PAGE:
We sing about a better tomorrow.

“May the One who brings peace to the high heavens make peace for us…”

Wednesday, April 22, 2015

Yom Haatzmaut Blessings

This evening marks Yom Haatzmaut, 67 years since the State of Israel declared its independence.  On that day David Ben Gurion declared:
We appeal to the Jewish people throughout the Diaspora to rally round the Jews of Eretz Yisrael [land of Israel] in the tasks of immigration and building up and to stand by them in the great struggle for the realization of the age-old dream - the redemption of Israel.

Yehuda Amichai writes:
Visits of condolence is all we get from them.
They squat at Yad VaShem,
They put on grave faces at the Kotel
And they laugh behind heavy curtains
In their hotels.
They have their pictures take
Together with our famous dead
At Rachel's Tomb and Herzl's Tomb
And on the top of Ammunition Hill.
They weep over our sweet boys
And lust over our tough girls
And hang up their underwear
To dry quickly
In cool, blue bathrooms.

I have since visited Israel many times.  I live in a blessed age when I can travel to Israel with freedom and ease.  There is your Rabbi Moskowitz on his first trip to Israel during the summer of 1979.  And yes there he is standing front and center but apparently already distracted and focused by something off in the distance.

The poem continues:
Once I sat on the steps by a gate at David's Tower, I placed my two heavy baskets at my side. A group of tourists was standing around their guide and I became their target marker. "You see that man with the baskets? Just right of his head there's an arch from the Roman period. Just right of his head." "But he's moving, he's moving!" I said to myself: redemption will come only if their guide tells them, "You see that arch from the Roman period? It's not important: but next to it, left and down a bit, there sits a man who's bought fruit and vegetables for his family."
Perhaps that is what I already saw then, that has captured my heart ever since.  We are home.

The Declaration of Independence affirms:
The catastrophe which recently befell the Jewish people - the massacre of millions of Jews in Europe - was another clear demonstration of the urgency of solving the problem of the Jews' homelessness by re-establishing in Eretz Yisrael the Jewish State, which would open the gates of the homeland wide to every Jew and confer upon the Jewish people the status of a fully privileged member of the community of nations.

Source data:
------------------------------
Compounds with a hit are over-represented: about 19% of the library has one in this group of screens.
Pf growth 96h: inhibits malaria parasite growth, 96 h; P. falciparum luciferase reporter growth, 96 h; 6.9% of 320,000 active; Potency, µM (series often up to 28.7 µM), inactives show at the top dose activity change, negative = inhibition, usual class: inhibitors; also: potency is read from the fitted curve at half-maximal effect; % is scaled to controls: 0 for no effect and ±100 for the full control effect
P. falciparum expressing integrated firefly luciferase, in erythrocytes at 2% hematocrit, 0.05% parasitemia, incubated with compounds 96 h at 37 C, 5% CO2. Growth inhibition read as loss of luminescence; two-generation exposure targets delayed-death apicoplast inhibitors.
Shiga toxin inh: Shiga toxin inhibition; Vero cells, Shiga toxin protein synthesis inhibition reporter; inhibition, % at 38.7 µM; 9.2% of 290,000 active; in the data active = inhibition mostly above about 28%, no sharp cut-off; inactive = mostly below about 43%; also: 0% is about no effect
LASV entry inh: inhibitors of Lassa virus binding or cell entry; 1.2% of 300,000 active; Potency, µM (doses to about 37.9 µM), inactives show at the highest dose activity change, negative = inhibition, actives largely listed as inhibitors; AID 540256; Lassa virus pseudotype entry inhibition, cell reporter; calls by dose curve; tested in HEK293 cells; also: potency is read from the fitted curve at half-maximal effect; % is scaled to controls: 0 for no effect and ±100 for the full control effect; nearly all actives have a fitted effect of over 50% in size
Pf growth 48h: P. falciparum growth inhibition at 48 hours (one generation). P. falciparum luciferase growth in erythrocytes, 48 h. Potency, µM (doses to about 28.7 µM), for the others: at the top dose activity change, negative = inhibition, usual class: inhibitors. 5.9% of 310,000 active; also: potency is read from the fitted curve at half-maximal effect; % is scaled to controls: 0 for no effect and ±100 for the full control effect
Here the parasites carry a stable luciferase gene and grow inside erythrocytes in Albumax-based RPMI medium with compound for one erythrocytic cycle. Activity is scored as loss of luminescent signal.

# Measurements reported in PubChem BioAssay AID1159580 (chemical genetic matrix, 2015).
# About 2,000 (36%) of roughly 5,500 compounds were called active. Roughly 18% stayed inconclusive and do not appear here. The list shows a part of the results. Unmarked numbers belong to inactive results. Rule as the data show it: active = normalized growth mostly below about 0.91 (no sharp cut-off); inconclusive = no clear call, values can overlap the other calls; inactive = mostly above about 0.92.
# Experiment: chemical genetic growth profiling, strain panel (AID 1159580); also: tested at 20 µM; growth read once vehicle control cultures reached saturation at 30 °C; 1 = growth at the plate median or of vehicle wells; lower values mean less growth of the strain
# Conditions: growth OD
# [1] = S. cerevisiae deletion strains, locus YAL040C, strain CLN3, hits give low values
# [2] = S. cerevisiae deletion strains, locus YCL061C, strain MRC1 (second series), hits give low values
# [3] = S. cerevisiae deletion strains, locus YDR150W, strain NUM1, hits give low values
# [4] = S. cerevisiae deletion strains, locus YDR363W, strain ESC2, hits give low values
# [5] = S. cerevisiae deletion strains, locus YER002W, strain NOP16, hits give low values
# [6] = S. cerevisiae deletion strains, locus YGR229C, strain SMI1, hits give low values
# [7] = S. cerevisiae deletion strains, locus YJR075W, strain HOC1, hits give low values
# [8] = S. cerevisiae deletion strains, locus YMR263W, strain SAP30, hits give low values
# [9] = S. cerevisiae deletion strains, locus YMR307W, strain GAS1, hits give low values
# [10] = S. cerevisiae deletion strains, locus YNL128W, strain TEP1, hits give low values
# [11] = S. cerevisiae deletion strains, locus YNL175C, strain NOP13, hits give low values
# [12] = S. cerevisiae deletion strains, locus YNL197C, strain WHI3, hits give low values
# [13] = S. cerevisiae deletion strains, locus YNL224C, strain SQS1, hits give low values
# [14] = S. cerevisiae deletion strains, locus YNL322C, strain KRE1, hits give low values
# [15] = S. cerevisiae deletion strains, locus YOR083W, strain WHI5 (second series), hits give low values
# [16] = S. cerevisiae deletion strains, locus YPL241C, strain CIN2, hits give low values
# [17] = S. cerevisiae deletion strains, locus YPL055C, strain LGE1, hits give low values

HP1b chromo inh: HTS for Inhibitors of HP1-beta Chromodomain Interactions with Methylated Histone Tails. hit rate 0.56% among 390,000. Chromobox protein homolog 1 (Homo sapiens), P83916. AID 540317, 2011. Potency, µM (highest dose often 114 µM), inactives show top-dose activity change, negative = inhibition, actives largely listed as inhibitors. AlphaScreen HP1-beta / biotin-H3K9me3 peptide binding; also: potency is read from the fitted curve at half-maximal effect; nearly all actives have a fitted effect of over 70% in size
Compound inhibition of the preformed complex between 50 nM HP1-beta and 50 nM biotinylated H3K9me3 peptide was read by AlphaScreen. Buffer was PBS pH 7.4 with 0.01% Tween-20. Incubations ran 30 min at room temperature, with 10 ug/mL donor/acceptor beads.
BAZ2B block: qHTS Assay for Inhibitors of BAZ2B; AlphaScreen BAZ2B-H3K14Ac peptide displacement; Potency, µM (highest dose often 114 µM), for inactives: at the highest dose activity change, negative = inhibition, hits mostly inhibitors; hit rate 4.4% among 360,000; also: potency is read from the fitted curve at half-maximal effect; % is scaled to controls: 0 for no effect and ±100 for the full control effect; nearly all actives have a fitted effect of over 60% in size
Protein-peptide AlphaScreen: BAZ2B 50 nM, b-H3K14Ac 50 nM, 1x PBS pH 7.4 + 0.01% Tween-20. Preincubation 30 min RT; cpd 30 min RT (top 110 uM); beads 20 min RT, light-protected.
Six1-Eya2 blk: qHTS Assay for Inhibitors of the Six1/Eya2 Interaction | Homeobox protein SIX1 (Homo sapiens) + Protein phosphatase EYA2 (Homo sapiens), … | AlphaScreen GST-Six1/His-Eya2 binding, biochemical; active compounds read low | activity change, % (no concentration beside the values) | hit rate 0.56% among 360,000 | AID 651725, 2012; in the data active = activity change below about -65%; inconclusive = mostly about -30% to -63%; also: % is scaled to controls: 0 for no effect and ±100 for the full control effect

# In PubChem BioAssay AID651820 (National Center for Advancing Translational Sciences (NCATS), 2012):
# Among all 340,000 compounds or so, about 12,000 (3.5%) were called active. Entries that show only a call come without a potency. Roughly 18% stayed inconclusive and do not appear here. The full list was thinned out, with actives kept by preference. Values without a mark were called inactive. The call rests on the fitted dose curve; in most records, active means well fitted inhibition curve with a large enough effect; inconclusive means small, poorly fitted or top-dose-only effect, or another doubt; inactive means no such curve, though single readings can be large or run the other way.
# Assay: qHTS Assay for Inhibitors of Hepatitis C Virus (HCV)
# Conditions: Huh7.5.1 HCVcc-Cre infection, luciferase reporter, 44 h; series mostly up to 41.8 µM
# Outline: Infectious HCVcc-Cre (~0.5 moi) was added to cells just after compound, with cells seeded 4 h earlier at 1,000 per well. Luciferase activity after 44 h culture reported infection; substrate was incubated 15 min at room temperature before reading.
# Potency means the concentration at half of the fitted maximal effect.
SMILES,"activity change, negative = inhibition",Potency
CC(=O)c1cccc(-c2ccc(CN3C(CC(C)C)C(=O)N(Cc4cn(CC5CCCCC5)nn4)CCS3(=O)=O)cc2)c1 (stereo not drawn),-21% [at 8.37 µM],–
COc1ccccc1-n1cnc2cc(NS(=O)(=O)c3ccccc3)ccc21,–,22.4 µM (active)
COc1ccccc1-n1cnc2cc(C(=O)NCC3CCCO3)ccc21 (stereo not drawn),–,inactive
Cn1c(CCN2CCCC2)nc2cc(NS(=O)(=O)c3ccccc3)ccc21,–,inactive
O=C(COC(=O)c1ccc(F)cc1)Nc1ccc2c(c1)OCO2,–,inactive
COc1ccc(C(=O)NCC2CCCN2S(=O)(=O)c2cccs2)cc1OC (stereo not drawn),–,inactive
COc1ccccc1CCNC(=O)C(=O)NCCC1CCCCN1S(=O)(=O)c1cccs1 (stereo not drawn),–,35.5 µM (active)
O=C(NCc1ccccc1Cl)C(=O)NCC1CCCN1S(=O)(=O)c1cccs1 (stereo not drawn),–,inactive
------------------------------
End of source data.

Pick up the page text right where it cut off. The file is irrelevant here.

You can feel it in the air.

...there sits a man who brought fruit and vegetables for his family.

Tuesday, April 21, 2015

Yom HaZikaron Fragments

This evening marks the beginning of Yom HaZikaron, Israel's memorial day.  This is a day of mourning set aside to remember the soldiers who gave their lives defending the State of Israel and the Jewish people.

Below is the grave of Hannah Senesh, the poet who gave her life trying to rescue Jews trapped by the Nazi's murderous onslaught of Hungary.

Her words still ring true:
Yesh kochavim…
There are stars
whose light touches the earth only after they themselves have disintegrated
and are no more.
And there are people
whose shimmering memories light the world after they themselves are no more
among us.
These lights
which light up the darkest night

they are the starry lights that illumine a person’s path.

A grave of an unknown soldier who died in the battle for Jerusalem in 1948.

And the words of the unparalleled Israeli poet, Yehuda Amichai:
God has pity on kindergarten children.
He has less pity on school children.
And on grownups he has no pity at all,
he leaves them alone,
and sometimes they must crawl on all fours
in the burning sand
to reach the first-aid station,
covered with blood.

But perhaps he will watch over true lovers
and have mercy on them and shelter them
like a tree over the old man
sleeping on a public bench.

Perhaps we too will give them
the last rare coins of compassion
that Mother handed down to us,
so that their happiness will protect us
now and in other days.

The day is also given to mourning victims of terror.  I am proud that Israeli officials have urged us to find room in the Jewish heart to grieve Muhammed Abu Khdeir, the young Palestinian boy murdered this past summer by Jewish extremists.  His name is now etched along side the many Jewish victims of Arab terror on Har Herzl's memorial.  This decision is not without controversy. I however find hope in this recognition.  

Yitgadal v'yitkadash...  Indeed when the heart is opened to all wounds God's name is magnified and sanctified.  

And so I pray. Let there be no more victims.  Let there be no more mothers and fathers grieving young deaths.  I rely again on the poet's words:

Let peace come
like wildflowers,
suddenly, because the field
must have it: wildpeace.